Please excuse me if I appear a bit distracted for the next month.

My attention will be on Russia and the men’s World Cup finals, the greatest spectacle that soccer, “the beautiful game,” has to offer.

The World Cup is the most watched sporting event in the world, with a potential viewing audience estimated at 500 million.

From the first game June 14 to the championship July 15, emotions in the 32 competing nations will rise and fall on the outcome of the tournament’s 64 games.

Soccer is ingrained in the culture in much of the world, with loyalties passed down through the generations. In some countries, the national team can be a balm that eases, however briefly, issues of government strife, economic turmoil and ethnic divisions.

Having traveled to Germany in 2006, I can attest that, for soccer’s most devoted fans, attending the World Cup is akin to a pilgrimage. The camaraderie among fans of various nations is a tonic for what ails the world.

Supporters of the U.S. men’s team remain distressed over its ignominious failure to qualify for Russia, ending a streak of seven consecutive appearances in the World Cup finals that began in 1990.

(The defending and three-time world champion U.S. women’s team, meanwhile, is expected to qualify for its World Cup next year in France.)

The U.S. absence in Russia will, however, spare us hyperbolic tweets and soccer-ignorant punditry that would have accompanied an American presence and any potential matchup against the host country or Iran.

Israel’s absence from Russia is less surprising.

Israel has qualified for the World Cup finals just once, in 1970, when the then-16-team tournament was played in Mexico. Israel fell 2-0 to Uruguay, then drew 1-1 with Sweden and 0-0 with Italy and failed to advance out of the group stage.

In the years since, the blue-and-white have teased their fans with inconsistent performances in qualifying.

Soccer is hardly immune from Middle East politics; witness Israel’s recent “own goal” embarrassment over a canceled friendly match with World Cup-bound Argentina.

In recent years, Palestinian soccer officials have complained to FIFA — the international governing body of “football” — about lower-level professional teams operating out of West Bank settlements and have alleged that Israel interferes in the operation of the Palestinian national team.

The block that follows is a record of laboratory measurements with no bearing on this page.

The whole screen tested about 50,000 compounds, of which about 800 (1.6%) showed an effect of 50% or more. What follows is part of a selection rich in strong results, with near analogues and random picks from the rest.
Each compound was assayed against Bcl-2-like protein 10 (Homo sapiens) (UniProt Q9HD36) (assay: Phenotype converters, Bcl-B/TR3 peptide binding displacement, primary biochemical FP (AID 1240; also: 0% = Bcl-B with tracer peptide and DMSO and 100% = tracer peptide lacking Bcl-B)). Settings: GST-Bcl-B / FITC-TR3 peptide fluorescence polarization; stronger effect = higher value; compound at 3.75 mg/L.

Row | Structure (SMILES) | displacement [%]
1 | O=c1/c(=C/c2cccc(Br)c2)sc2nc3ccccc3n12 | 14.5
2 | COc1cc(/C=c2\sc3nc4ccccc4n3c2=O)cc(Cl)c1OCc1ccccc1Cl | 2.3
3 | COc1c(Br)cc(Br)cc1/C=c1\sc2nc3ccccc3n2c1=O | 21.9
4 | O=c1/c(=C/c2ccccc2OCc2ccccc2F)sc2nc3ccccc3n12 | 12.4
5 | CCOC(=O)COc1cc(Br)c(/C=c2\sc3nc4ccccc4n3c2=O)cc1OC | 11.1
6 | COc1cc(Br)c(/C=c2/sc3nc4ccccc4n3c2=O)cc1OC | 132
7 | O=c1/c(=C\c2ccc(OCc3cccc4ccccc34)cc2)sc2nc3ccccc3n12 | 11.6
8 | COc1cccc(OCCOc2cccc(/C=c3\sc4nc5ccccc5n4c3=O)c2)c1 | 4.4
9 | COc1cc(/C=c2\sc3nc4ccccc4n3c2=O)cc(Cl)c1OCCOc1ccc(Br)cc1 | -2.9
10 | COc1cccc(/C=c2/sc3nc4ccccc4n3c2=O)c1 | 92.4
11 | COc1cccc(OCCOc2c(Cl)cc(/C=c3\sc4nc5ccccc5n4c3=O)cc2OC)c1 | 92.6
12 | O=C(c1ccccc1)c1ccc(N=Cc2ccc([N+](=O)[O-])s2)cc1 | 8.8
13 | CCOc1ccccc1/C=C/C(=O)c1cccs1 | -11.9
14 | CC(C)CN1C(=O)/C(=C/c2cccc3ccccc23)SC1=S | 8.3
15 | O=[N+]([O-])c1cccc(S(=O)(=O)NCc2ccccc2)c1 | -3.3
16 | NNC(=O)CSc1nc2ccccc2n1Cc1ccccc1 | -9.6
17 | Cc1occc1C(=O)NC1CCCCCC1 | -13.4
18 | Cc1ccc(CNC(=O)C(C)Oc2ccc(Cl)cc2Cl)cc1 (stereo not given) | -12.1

Off-field controversy related to the World Cup in Russia could be just a warm-up for Qatar in 2022. (Cartoon by Marian Kamensky, Austria)

FIFA, mind you, has spent recent years in the dock, literally, as the subject of criminal investigations and, figuratively, in the court of public opinion.

Going back in time, beginning in 1954, Israel played in Asian regional competitions. But in 1974, as Arab nations refused to play Israel, FIFA moved Israel out of Asia, eventually relocating it to Oceania — a collection of Pacific island nations. Israel moved into the European region in 1991.

In the first group stage of qualifying for this year’s World Cup, Israel finished fourth out of six teams — behind Spain and Italy (both of which advanced to a second round) and Albania, but ahead of Macedonia and Liechtenstein.

Interest in the World Cup is particularly strong this year in the Arab world, as Egypt, Tunisia, Morocco and Saudi Arabia all qualified.

Indeed, one of the marquee players in the run-up to the World Cup is Mohamed Salah of Egypt, who had a remarkable season in England’s top professional league.

Qatar, meanwhile, is preparing to host the 2022 World Cup, deflecting controversies about the bidding process by which it earned that right and its treatment of foreign construction workers.

It’s worth rooting for Israel to qualify in 2022, if only to see how FIFA would twist itself in knots, particularly if Israel were drawn to play against politically unfriendly nations.

For now, though, my attention is focused on Russia. I am hoping for exciting play on the field and an absence of locally inspired hooliganism and racism in the stands.

Even for someone who watches a lot of soccer, the World Cup is special. So please excuse me if I appear a bit distracted.